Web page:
The following description of Ranelagh and Vauxhall Pleasure Gardens is quoted from, “a letter from a Foreigner to his friend in Paris”, that appeared in The Gentleman’s Magazine (Volume 12) in August 1742.
“……………..an English Gentleman had the goodness to be my guide, from whom I readily accepted an invitation to spend an Evening at a noble village in sight of the Town, and situate by the side of the River Thames.
I repaired to the rendezvous, which was the Park adjoining to the Palace Royal, and which answers to our Tuilleries; where we sauntered with, a handful of fine company, till it was almost twilight; a time, I thought, not a little unseasonable for a tour into the country.
We had no sooner quitted the Park, but we found ourselves in a road full of people, illuminated with Lamps on each side. The dust was the only inconvenience, but in half an hour, we found ourselves at a gate, where money was demanded and paid for our admittance; and immediately my eyes were struck with a large building of an orbicular figure, with a row of windows round attic story, through which it seemed to be liberally illuminated within; and, altogether, presented to the eye such an image as a man, of a whimsical imagination, would not scruple to call, a Giant’s Lanthorn.
Into this enchanted place we entered with more haste than ceremony; and, at the first glance, I, for my part, found myself dumb with surprise and astonishment, in the middle of a vast amphitheatre, for structure Roman; for decorations of paint and gildings, gay as the Asiatic; four grand portals, in the manner of the ancient triumphal arches, and four times twelve boxes, in a double row, with suitable pilasters between, form the whole interior of this wonderful fabric, save that, in the middle, a magnificent orchestra arises to the roof, from which depend several large branches, which contain a great number of candles enclosed in crystal-glasses, at once to light and adorn the spacious Rotund.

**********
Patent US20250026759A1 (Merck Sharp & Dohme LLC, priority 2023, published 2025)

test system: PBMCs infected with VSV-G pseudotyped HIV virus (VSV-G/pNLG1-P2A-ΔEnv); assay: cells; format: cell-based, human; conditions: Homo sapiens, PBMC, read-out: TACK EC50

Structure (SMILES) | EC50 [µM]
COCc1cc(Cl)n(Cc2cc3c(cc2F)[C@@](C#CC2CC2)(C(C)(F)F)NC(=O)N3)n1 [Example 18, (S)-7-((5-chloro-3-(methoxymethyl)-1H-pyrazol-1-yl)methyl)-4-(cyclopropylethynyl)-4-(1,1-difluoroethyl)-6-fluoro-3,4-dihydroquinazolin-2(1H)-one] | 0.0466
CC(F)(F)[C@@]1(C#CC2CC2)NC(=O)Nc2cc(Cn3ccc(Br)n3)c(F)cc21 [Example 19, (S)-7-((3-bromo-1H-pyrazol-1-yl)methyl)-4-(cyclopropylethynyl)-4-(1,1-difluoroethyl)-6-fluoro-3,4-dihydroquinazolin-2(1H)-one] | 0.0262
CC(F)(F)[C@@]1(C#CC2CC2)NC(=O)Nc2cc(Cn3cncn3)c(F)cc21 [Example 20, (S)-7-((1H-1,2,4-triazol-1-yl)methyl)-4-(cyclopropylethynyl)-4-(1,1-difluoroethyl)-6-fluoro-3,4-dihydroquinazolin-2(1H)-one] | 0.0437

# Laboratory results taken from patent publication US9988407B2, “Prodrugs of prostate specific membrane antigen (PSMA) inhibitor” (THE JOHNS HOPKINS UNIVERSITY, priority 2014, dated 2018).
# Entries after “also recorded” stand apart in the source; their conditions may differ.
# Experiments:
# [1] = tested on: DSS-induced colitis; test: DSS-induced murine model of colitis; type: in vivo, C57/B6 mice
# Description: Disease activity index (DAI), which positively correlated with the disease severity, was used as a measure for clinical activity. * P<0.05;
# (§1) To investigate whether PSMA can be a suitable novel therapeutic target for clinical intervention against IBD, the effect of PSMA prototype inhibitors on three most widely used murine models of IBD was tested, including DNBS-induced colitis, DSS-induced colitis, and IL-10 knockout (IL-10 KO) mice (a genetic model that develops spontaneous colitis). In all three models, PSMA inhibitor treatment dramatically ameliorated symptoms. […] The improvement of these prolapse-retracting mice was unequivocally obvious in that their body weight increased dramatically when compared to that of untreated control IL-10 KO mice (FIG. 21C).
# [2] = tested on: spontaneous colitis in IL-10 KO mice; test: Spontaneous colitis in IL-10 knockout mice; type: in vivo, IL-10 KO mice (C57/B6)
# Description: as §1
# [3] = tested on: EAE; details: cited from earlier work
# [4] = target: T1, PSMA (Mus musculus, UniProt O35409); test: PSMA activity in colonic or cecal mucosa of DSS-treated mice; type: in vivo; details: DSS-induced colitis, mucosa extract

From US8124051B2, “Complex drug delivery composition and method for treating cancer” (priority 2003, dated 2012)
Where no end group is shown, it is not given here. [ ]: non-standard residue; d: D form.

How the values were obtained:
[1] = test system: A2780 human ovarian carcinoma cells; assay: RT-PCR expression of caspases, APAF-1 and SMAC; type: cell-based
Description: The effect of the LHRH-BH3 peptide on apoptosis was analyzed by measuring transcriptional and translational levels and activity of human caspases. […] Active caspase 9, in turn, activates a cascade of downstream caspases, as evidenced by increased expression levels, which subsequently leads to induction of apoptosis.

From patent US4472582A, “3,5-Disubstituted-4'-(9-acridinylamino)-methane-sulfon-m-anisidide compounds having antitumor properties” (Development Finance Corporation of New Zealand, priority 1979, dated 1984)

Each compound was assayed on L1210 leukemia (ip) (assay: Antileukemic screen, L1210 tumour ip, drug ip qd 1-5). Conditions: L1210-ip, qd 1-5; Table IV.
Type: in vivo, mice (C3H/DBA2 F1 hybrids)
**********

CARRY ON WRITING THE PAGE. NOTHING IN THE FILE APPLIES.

Groups of well-dressed persons were dispersed in the Boxes, numbers covered the area, all manner of refreshments were within call; and music of all kinds echoed, though not intelligibly, from every one of those elegant retreats, whither pleasure seemed to beckon her wanton followers.
I have acknowledged myself charmed at my entrance; you will wonder therefore when I tell you, that satiety followed: in five minutes I was familiar with the whole and every part, in the next five indifference took place, in five more my eyes grew dazzled, my head grew giddy, and all night I dreamt of Vanity Fair.
The Evening following this, was one of those which this climate so seldom enjoys, and which the happiest might envy: it was just hot enough to render what little air was abroad refreshing, which rather fanned than rustled the leaves, rather kissed than disturbed the stream.
I mention the last, because the scene was now changed to the water. On the Thames we had a noble prospect of that renowned Capital, which those Frenchmen who have never seen it, only affect to despise, and in the midst of several little pleasure boats , all filled with the gay, the fair, the happy, and the young, after a very short voyage, we landed on the opposite shore.